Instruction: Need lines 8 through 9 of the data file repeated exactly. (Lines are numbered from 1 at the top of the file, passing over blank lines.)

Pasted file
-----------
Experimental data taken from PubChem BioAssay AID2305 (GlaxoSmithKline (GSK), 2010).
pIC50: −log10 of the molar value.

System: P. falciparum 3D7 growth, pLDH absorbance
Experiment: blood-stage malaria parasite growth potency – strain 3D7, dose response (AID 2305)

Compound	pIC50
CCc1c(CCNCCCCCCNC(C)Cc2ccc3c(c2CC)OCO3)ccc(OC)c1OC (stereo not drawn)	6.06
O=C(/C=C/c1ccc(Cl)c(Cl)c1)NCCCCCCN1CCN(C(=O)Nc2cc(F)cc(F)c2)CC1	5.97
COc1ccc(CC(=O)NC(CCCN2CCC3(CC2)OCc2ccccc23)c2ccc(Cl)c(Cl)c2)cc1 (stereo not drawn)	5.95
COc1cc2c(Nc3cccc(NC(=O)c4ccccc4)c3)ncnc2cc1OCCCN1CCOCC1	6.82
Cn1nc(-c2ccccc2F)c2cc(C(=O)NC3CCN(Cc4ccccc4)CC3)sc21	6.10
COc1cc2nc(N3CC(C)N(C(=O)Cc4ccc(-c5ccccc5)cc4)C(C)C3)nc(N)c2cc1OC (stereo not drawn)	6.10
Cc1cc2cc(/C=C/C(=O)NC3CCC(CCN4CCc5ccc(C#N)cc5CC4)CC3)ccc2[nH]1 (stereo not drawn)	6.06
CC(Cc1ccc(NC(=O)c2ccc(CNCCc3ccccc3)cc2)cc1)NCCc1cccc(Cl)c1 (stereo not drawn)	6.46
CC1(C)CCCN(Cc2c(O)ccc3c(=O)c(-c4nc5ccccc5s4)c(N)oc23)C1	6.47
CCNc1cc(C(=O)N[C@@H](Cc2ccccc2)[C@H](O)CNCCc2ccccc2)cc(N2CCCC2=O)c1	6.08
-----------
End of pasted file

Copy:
COc1ccc(CC(=O)NC(CCCN2CCC3(CC2)OCc2ccccc23)c2ccc(Cl)c(Cl)c2)cc1 (stereo not drawn)	5.95
COc1cc2c(Nc3cccc(NC(=O)c4ccccc4)c3)ncnc2cc1OCCCN1CCOCC1	6.82